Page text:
Raphael Bostic presented solutions to the racial economic consequences of the pandemic
Officials are focusing on helping workers avoid a "benefit cliff" that results in many times less than they would have earned, and are including lab our development programmes to enable people to accustom to a changing economy.
The current recovery does not look very good, the director of the bank said, describing the variable conditions discussed by other economists.
Demonstrating the uneven conditions outlined by other economists, Bostic said: "Today’s recovery looks like ess than".
Those businesses and workers who have been able to adapt to slow conditions and sectors with high levels of contact are not so lucky.
The problem is further compounded by the fact that these enterprises employ people who are at the lowest pay scales.
As Raphael himself says, this is "an economic recovery that avail some parts of the economy much less than others" However, these portion expose and exacerbate the inequalities that have long infestation our economy on ethnic, gender, professional grounds and etc.
But the economist himself stresses that he does not consider himself a pessimist.
The fact that he is present in the conversation and the Fed's current policy can help, Bostic said. As an example, he cited the central bank's words not to raise interest rates until inflation reaches an average of 2%. Raphael said that he forecasts it to "take some time before we fasten our interest rate position or deviate strongly from our actions that support financial functioning', although he said he would 'sincerely support the elimination" of the Fed's low interest rate policy and the lending and liquidity programmes it introduced during the pandemic.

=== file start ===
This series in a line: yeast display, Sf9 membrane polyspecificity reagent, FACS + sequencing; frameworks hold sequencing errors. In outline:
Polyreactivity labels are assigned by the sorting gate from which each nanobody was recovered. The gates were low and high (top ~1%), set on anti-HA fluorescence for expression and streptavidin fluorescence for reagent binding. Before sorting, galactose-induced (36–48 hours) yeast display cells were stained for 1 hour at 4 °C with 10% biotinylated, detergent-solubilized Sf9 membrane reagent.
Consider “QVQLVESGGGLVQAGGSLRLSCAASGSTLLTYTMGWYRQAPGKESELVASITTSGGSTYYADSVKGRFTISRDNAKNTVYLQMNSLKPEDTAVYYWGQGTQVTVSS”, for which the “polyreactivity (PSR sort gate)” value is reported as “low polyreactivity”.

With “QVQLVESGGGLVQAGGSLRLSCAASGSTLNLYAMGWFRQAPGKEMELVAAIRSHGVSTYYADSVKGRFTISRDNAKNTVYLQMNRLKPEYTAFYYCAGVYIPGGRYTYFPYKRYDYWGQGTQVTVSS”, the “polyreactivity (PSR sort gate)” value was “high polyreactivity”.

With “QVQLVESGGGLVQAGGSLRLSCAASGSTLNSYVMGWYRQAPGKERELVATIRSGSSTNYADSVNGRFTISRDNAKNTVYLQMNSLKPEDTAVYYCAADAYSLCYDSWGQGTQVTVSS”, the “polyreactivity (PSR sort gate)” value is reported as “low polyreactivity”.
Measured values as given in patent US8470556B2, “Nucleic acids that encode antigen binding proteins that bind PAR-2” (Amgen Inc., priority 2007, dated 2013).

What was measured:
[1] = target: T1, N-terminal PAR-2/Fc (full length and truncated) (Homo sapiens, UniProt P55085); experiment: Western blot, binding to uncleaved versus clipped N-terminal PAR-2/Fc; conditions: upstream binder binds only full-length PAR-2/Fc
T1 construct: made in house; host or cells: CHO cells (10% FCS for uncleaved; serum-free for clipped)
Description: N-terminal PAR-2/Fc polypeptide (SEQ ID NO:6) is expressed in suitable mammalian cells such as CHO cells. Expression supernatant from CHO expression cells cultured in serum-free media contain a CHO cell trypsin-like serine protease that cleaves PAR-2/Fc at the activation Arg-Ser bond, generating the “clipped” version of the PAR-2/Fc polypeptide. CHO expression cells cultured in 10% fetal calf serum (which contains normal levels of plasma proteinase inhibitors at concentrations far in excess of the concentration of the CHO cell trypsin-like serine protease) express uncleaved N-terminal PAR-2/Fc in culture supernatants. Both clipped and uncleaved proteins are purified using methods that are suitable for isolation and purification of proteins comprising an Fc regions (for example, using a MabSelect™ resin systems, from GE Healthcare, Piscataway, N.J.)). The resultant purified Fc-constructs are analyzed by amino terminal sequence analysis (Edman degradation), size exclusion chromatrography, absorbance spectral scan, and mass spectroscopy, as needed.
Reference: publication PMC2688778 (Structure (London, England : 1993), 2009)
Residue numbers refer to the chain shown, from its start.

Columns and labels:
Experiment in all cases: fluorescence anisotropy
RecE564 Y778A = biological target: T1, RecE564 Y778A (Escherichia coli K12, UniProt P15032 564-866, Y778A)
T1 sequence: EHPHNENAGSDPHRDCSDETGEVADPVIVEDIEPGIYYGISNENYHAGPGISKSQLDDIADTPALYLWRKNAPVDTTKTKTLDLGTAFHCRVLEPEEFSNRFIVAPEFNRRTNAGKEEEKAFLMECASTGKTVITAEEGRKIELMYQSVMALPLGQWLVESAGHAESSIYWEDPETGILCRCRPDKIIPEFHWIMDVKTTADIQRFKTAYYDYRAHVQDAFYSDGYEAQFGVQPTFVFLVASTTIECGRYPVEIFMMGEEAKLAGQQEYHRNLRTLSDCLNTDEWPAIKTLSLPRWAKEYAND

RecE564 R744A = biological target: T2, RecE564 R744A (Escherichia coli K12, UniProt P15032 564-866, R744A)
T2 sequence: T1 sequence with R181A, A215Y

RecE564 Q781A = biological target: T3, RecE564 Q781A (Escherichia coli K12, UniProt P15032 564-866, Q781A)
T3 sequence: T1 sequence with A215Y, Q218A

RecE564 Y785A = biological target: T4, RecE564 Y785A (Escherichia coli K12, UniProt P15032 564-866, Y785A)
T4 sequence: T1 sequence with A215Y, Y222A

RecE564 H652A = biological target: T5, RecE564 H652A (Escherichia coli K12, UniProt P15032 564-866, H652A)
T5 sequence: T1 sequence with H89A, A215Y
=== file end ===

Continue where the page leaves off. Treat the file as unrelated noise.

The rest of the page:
The economist also said: 'Our new achievement should help minorities and low-income workers to be more closely linked to the lab in our market. This will give these traditionally marginalized groups better employment opportunities and economic sustainability, which for too many of our national have been severely tested by the economic downturn in COVID-19'.